I’ve had a paper accepted for the 8th international conference on Technology, Knowledge and Society in Los Angeles next January. My proposed paper aims to identify some of the issues that editors and educators might grapple with in the quest for new forms of journalism.
It’s my view that, in spite of the emergence of new platforms, journalism continues to produce stories that are suited to traditional ones, and that for the practice to capitalise on the potential of technological advances, it will need to change. [cubes rather than pyramids?]
My paper attempts to unpack some of these issues. Here’s the abstract:
Will the geeks inherit the newsroom? Reflections on why journalists should learn computer science
Journalists need to learn the language of technology or they risk further eroding their own economic value. While the economic crisis during the second half of the 2000s shocked many news media companies into taking digital products seriously, they are doing so in an increasingly net-worked and mobile media landscape in which it is device makers and software developers — not media companies — that control audiences and revenues.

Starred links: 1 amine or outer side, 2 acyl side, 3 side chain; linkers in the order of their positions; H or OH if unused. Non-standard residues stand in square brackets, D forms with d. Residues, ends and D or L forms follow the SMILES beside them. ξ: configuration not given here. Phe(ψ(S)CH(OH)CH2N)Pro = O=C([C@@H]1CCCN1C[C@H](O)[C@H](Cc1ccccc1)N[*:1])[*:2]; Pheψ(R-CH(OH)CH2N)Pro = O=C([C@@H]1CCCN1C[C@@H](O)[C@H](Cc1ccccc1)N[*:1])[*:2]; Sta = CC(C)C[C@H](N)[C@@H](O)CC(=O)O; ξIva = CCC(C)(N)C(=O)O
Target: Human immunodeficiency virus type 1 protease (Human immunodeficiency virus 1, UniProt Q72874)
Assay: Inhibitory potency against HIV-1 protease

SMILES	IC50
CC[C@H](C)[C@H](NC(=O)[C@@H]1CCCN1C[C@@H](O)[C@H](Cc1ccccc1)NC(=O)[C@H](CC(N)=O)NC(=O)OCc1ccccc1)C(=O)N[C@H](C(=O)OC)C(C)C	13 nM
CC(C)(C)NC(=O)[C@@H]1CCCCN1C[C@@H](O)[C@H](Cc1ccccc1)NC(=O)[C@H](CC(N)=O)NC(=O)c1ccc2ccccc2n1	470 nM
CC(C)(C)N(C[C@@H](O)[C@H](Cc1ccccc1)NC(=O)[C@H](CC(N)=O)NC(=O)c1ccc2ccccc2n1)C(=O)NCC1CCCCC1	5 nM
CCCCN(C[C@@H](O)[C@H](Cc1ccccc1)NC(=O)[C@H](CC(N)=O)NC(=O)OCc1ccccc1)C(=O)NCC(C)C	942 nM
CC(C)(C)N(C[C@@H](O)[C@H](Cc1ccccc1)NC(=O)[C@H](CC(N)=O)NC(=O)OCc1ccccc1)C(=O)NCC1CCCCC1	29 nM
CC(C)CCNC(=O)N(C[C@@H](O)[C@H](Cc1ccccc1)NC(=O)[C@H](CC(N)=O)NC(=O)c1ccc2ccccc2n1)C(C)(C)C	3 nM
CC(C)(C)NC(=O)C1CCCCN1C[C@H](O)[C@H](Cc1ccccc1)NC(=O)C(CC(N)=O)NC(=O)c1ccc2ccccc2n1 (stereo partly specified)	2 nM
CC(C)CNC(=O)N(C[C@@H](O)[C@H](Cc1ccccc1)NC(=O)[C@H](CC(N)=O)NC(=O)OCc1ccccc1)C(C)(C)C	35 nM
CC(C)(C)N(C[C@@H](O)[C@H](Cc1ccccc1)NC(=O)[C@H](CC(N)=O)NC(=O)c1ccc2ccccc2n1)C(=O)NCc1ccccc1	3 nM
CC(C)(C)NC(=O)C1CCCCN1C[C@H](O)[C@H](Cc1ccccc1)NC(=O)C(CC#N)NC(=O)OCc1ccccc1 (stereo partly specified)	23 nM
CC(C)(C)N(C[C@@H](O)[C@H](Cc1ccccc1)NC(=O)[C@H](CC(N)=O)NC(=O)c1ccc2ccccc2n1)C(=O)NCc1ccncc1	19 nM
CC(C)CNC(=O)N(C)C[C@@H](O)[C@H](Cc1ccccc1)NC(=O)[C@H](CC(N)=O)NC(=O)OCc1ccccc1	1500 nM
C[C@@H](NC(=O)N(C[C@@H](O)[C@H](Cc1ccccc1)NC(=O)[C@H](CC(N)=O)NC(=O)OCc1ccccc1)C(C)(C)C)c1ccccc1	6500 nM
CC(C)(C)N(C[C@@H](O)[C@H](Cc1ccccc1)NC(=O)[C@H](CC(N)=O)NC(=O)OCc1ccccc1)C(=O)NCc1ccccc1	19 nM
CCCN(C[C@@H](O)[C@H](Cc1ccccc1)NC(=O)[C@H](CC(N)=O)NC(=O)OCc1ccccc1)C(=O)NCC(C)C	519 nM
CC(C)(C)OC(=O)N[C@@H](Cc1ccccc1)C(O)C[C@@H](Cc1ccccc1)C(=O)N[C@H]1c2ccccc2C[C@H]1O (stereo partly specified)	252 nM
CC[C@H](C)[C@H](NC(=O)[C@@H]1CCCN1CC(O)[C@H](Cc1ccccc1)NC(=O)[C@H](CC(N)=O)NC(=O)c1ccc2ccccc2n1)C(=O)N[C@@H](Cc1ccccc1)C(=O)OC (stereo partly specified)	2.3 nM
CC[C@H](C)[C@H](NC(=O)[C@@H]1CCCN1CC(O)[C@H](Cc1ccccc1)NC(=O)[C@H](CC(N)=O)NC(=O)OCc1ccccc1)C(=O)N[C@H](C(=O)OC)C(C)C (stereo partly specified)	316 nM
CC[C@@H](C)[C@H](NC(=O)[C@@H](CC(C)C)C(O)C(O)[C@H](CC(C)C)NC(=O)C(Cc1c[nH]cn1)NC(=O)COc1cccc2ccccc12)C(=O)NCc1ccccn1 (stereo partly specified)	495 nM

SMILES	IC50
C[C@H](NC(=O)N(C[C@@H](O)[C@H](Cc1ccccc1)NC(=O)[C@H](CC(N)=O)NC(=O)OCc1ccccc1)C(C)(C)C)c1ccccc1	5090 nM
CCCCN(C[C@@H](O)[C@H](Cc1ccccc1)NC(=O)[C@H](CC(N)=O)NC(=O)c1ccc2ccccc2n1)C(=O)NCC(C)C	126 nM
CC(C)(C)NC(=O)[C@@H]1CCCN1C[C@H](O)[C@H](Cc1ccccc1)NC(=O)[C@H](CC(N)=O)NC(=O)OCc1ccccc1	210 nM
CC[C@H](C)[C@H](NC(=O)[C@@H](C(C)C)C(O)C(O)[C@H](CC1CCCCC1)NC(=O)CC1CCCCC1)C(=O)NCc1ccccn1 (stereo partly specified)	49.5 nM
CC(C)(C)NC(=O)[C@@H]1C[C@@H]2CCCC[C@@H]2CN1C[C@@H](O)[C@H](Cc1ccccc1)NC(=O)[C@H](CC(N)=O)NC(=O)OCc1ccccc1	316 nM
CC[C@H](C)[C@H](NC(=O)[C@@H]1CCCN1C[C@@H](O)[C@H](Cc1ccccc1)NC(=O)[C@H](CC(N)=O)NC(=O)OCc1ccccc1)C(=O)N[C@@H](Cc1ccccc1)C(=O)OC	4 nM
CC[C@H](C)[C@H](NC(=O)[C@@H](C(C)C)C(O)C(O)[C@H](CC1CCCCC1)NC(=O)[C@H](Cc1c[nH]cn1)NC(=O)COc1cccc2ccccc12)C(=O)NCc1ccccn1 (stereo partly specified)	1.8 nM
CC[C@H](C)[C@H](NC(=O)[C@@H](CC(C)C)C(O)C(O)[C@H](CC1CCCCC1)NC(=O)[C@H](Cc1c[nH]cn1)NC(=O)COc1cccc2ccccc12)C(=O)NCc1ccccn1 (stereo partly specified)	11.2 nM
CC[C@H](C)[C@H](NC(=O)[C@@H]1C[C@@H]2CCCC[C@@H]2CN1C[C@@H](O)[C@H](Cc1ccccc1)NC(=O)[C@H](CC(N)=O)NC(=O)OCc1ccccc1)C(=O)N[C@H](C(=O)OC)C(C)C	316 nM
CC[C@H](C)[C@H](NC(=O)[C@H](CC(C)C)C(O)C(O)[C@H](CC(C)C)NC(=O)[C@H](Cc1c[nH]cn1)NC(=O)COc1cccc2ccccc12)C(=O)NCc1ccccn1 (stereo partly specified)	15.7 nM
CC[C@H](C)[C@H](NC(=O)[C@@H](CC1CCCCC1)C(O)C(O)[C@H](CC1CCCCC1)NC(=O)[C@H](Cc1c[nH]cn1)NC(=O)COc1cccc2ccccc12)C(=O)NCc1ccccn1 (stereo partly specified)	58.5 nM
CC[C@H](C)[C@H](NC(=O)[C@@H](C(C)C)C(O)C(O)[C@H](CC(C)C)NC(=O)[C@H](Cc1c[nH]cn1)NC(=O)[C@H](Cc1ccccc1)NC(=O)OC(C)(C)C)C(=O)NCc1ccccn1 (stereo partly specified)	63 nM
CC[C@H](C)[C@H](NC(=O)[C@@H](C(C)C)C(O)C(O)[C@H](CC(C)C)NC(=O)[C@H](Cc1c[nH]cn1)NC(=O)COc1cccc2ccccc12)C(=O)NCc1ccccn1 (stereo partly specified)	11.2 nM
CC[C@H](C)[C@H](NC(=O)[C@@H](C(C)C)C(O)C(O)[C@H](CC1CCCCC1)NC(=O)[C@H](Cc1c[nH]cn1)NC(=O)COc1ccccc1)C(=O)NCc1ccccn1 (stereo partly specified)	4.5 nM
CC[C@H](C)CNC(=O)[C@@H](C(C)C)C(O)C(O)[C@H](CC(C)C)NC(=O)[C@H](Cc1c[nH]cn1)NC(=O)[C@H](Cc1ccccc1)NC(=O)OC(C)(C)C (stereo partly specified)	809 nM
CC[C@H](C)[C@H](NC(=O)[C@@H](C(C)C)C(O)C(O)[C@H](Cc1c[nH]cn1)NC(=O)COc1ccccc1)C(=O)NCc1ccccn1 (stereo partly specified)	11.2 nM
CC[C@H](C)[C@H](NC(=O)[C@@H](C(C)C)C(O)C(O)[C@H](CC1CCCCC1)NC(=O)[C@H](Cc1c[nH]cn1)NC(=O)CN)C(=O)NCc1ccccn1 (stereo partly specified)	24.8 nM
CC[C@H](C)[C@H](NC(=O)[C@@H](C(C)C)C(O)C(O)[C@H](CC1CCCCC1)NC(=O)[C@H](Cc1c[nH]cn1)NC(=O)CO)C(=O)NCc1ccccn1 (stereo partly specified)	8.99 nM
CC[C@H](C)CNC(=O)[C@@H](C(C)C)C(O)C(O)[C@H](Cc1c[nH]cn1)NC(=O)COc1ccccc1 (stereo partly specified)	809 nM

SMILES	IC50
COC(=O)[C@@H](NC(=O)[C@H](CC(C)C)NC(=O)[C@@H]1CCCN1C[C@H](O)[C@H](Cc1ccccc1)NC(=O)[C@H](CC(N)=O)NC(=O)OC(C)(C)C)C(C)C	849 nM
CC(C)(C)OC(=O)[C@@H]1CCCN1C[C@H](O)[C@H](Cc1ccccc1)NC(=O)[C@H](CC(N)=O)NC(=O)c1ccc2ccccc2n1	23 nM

This paper posits that developing procedural literacies might help journalists close the gap between information technology and traditional journalism and in doing so, allow them to regain some control over their craft. It examines the literature surrounding these fields and seeks to identify challenges to introducing computer science skills to traditional journalism education.
… more on this as I work on the paper, which, will not be an inverted pyramid.
Image: Speed_Kills on Flickr